Howden incinerators are designed for the thermal destruction of a number of different waste streams, such as general waste, medical and hazardous waste, veterinary waste including animal carcasses, liquid waste, and gaseous waste.
The Howden incineration plant generally consists of the following components:
Primary chamber; wherein solid waste is loaded and sterile ash is removed from.
Secondary chamber/thermal oxidiser; wherein the complete oxidisation of the gas takes place, and the high temperature destruction of VOC’s takes place thereby eliminating foul odours and smoke.
Flue gas cooler; whereby the flue gas is suddenly cooled below the temperature (<200°C) where the formation of dioxins is favoured. It is possible to recover the waste heat from the flue gas cooler in order to make the process more thermally efficient. The waste heat can be used within the plant, or for any other desired application.
Flue gas conditioning; whereby the injection of an adsorbent removes environmentally harmful pollutants such as heavy metals, HCl and SO2.
Flue gas filtration; whereby the environmentally harmful particulate suspended in the flue gas is captured by passing the flue gas through a fabric filter.
Stack; whereby the cleaned and conditioned flue gas is emitted into the atmosphere at the correct temperature and velocity.
Depending on the waste to be processed, the final incinerator design will consist of a combination of some or all of the above mentioned pieces of equipment.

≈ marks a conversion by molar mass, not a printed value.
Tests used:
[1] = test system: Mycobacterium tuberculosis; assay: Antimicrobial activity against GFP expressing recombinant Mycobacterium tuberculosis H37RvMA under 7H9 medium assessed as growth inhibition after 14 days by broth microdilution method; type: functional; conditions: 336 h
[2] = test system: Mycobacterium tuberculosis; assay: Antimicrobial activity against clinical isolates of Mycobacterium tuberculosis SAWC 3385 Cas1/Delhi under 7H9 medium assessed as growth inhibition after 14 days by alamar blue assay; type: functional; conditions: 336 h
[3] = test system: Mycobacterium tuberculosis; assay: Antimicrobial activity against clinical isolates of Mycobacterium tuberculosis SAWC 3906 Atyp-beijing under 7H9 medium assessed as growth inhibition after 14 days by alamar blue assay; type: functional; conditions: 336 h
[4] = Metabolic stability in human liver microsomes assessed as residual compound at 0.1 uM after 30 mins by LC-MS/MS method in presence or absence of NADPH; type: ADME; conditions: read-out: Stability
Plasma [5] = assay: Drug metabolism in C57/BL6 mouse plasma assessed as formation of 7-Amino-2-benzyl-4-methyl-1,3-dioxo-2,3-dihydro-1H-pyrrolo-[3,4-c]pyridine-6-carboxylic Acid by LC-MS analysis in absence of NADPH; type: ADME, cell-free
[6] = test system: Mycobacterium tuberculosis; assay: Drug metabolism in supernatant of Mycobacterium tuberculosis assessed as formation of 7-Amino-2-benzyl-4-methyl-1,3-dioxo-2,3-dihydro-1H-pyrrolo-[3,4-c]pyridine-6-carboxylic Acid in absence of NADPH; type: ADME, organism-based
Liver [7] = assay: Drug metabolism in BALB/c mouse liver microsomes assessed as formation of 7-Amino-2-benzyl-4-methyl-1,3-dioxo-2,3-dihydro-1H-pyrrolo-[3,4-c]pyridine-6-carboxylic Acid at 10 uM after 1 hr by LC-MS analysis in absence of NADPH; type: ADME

The flue gasses are extracted with the aid of an induced draught fan usually located between the fabric filter and stack. The heat source required for the primary and secondary chambers is supplied by burners that are typically fired on LPG to limit the amount of Sulphur introduced into the system; all burner systems are designed in compliance with the SANS 329 specification to insure the safety of the equipment and operators.
The primary and secondary chambers are well insulated to limit the amount of heat losses, thereby increasing the thermal efficiency of the process.
Varying degrees of automation exist, and the level of automation required is largely driven by the quantity of waste required to be processed. We can offer batch type operations where the waste is manually loaded into the chamber, and after burn down is complete, the sterile ash is manually removed. Continuous operations will include a combination automatic ram loader and de-ashing ram, hydraulically powered and used to both load the waste into the primary chamber and remove the ash from the primary chamber. The ash will typically be collected in a forklift bin and can be emptied into a larger skip bin as required.
The emissions from the stack of an incineration facility must be within certain limits and conditions in order to comply with most modern legislation. Continuous stack monitoring equipment located at the end of the process is used to measure and record the emissions in order to provide proof to the authorities that your plant is operating within the legal framework.